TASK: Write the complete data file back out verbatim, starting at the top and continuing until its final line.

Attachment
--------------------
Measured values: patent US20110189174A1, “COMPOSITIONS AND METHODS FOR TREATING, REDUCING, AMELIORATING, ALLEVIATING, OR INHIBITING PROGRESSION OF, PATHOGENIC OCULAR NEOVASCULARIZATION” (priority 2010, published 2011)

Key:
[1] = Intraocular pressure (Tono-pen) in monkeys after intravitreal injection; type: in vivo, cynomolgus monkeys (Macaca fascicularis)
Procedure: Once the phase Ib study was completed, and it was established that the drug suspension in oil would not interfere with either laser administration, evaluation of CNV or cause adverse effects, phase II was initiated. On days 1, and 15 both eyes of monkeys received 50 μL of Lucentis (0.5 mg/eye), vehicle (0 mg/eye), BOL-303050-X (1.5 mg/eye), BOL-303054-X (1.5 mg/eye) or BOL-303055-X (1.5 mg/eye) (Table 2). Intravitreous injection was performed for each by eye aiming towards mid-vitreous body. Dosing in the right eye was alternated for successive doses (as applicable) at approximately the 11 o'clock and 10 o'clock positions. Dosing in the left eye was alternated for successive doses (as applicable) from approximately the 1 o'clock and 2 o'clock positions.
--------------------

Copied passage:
Measured values: patent US20110189174A1, “COMPOSITIONS AND METHODS FOR TREATING, REDUCING, AMELIORATING, ALLEVIATING, OR INHIBITING PROGRESSION OF, PATHOGENIC OCULAR NEOVASCULARIZATION” (priority 2010, published 2011)

Key:
[1] = Intraocular pressure (Tono-pen) in monkeys after intravitreal injection; type: in vivo, cynomolgus monkeys (Macaca fascicularis)
Procedure: Once the phase Ib study was completed, and it was established that the drug suspension in oil would not interfere with either laser administration, evaluation of CNV or cause adverse effects, phase II was initiated. On days 1, and 15 both eyes of monkeys received 50 μL of Lucentis (0.5 mg/eye), vehicle (0 mg/eye), BOL-303050-X (1.5 mg/eye), BOL-303054-X (1.5 mg/eye) or BOL-303055-X (1.5 mg/eye) (Table 2). Intravitreous injection was performed for each by eye aiming towards mid-vitreous body. Dosing in the right eye was alternated for successive doses (as applicable) at approximately the 11 o'clock and 10 o'clock positions. Dosing in the left eye was alternated for successive doses (as applicable) from approximately the 1 o'clock and 2 o'clock positions.